Hydrogen isn't the key to Britain's green recovery – here's why
Energy efficiency and electrification should lead the effort to decarbonise society, not hydrogen.
July 22, 2020 • 8 min • Source
The EU recently published its strategy for delivering net zero carbon emissions by 2050. Alongside reducing the amount of energy consumed by buildings and industry, the appliances that currently rely on fossil fuels, like cars and domestic and industrial boilers, are to be replaced with electrical alternatives, for example batteries and heat pumps.
Where energy efficiency and electrification aren’t possible or cost effective, such as in heavy-duty transport (think trains and lorries), hydrogen fuel is expected to fill in these gaps.
But in the UK, a large number of organisations are touting hydrogen as key to our own efforts to reach net zero carbon emissions. One recent headline blared : “The hydrogen revolution is a marvellous chance for Britain, if it does not throw away the prize”.
Much of my 45-year career in industry and academia has been spent studying energy efficiency and power production and supply. I believe that hydrogen has a limited role in decarbonisation, and that businesses with a vested interest in promoting hydrogen are doing so at the expense of British consumers.
Creating hydrogen fuel
Hydrogen has, on the face of it, much appeal. It provides power and heat with just water as a byproduct. Natural gas, which currently fuels heating and cooking in 23 million UK homes , produces carbon dioxide (CO₂) when burned, thus obviously contributing to carbon emissions.
Hydrogen can also be delivered to buildings through the same pipes that currently deliver natural gas, and it can be stored for use when generation by wind and solar is limited. But it’s important to remember that hydrogen fuel, unlike natural gas, doesn’t exist in nature. It has to be manufactured.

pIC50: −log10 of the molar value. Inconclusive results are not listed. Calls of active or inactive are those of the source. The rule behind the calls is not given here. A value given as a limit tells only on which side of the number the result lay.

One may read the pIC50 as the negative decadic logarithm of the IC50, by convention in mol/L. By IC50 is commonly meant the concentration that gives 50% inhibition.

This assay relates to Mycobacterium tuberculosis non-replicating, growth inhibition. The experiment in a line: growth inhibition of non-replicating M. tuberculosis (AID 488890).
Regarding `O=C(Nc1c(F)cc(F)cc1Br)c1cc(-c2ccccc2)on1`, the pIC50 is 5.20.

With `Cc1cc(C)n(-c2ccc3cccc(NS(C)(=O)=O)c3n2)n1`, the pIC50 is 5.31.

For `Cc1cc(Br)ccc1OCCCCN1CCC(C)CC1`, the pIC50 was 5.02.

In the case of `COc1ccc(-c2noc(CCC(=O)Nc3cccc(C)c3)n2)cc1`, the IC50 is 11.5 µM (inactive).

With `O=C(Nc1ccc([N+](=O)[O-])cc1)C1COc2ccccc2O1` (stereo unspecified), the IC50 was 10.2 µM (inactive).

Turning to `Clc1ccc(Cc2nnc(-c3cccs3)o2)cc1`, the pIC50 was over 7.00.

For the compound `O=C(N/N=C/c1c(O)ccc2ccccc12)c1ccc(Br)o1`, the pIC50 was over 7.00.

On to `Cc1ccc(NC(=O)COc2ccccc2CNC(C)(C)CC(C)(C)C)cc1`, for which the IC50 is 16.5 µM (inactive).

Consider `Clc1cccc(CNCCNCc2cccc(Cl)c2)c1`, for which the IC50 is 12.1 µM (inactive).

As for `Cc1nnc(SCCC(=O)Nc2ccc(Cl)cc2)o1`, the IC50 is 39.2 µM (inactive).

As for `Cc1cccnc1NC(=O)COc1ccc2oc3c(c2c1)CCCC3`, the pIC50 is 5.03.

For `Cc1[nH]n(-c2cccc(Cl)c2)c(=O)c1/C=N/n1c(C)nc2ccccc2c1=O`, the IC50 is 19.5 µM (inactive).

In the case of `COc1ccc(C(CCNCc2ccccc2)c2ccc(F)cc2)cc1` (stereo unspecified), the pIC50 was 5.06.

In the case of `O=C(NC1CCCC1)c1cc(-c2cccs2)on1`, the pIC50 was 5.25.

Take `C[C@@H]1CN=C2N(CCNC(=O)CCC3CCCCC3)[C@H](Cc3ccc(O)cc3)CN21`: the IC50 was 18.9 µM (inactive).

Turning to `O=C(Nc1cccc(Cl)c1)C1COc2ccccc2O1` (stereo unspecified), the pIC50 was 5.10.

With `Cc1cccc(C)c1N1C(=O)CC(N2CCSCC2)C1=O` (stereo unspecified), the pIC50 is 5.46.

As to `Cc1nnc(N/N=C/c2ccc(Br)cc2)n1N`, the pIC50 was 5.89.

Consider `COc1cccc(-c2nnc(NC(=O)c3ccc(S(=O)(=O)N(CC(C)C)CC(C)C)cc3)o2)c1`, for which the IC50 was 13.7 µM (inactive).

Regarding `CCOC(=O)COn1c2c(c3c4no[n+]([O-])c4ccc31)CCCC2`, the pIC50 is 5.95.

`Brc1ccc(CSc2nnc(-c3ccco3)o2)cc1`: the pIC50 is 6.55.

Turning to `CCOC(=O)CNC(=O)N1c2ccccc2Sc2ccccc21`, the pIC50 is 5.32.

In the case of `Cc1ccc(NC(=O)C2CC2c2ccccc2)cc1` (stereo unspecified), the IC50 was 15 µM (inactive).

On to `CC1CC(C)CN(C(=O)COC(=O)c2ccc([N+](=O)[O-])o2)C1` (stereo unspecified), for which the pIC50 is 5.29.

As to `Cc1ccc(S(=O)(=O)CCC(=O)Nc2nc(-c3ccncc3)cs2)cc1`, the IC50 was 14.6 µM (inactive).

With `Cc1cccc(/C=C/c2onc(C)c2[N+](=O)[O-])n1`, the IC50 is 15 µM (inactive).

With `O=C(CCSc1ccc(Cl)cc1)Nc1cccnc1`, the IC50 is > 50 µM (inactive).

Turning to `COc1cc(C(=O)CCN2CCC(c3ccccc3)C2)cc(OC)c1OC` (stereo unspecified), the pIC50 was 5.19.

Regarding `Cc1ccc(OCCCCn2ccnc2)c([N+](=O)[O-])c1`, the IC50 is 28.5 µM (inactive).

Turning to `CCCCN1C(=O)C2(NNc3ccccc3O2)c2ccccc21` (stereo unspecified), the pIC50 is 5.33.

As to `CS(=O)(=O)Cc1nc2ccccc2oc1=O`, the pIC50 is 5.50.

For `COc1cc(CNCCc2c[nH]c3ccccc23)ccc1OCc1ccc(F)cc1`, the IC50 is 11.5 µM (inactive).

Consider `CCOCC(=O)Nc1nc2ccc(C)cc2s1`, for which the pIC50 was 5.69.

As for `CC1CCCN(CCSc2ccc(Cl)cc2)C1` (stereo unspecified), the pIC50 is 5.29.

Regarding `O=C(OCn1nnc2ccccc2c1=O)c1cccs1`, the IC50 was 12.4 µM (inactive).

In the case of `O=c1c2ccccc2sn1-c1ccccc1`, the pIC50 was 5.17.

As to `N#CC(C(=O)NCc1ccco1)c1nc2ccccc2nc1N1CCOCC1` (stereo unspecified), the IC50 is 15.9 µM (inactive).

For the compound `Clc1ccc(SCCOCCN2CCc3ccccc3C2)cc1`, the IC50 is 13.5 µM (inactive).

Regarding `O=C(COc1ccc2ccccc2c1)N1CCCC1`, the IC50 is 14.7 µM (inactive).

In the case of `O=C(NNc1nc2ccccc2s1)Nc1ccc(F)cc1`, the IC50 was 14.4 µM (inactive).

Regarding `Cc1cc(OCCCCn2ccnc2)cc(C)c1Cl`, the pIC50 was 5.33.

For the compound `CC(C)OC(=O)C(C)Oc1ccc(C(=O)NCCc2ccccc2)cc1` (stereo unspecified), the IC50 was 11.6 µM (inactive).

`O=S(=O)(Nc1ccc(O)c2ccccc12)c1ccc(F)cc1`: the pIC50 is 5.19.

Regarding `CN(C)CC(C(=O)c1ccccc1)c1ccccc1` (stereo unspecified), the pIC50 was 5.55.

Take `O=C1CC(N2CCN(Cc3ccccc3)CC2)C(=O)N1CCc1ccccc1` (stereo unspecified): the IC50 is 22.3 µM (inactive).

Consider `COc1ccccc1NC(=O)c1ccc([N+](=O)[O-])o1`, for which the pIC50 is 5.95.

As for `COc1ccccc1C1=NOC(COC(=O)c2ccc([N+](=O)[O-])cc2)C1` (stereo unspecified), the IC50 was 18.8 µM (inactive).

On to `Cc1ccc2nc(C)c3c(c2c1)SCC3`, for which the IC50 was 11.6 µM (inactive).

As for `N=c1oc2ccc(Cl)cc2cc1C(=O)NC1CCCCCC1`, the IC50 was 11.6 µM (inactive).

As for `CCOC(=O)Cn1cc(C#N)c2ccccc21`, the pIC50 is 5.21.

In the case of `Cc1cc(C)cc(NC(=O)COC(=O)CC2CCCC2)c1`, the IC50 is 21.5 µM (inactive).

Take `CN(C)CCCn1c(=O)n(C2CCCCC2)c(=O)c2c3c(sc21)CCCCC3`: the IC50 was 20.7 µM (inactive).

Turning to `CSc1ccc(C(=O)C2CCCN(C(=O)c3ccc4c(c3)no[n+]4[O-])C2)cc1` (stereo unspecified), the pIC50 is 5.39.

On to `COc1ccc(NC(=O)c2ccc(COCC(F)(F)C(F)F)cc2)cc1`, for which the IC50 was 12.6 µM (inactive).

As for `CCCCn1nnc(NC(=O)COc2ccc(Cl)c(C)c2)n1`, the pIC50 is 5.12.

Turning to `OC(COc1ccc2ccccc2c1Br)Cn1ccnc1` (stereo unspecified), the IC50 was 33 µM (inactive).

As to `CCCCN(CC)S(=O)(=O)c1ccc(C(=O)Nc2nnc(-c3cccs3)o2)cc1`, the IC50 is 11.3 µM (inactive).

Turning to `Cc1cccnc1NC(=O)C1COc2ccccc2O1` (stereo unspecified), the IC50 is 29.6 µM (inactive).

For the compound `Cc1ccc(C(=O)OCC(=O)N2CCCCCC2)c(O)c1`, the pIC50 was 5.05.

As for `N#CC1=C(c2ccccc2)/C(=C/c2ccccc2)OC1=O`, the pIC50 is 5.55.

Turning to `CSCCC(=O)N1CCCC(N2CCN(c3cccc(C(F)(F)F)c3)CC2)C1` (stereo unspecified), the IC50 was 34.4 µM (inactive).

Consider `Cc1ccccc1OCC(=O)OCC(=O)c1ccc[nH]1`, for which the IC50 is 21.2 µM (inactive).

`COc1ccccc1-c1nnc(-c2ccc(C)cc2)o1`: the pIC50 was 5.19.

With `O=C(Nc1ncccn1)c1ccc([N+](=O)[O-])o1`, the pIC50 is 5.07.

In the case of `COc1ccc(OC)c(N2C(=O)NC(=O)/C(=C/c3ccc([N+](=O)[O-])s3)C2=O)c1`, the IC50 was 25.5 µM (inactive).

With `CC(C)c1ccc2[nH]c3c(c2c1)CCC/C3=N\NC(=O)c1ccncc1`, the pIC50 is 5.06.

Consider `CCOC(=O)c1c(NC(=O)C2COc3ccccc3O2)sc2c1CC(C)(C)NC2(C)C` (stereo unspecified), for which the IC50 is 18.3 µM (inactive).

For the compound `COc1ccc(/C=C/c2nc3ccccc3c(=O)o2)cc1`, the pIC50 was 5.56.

Today, hydrogen is made from “reforming” fossil fuels. This involves using energy to convert fossil fuel into hydrogen and CO₂. To make the process carbon neutral, that CO₂ must be removed by carbon capture and storage (CCS).
An alternative to reforming is electrolysis. Here, water is cleaved into hydrogen and oxygen. This requires electricity and if this comes from renewables, then electrolysis delivers carbon-free “green hydrogen”, as it’s known.
But electrolysis costs much more than reforming, so fossil hydrogen with CCS will be the main route for production until this changes. That could be a decade or more, according to the EU, and perhaps longer if natural gas prices remain low .
Domestic households account for 40% of all natural gas use in the UK. A large portion of the electricity made from burning natural gas is consumed by households too, making homes the UK’s largest consumer of heat and electricity. A fifth of the UK’s carbon emissions come from heating and powering homes , so making houses carbon neutral would be a huge contribution to reaching net zero emissions.
Natural gas production and use in the UK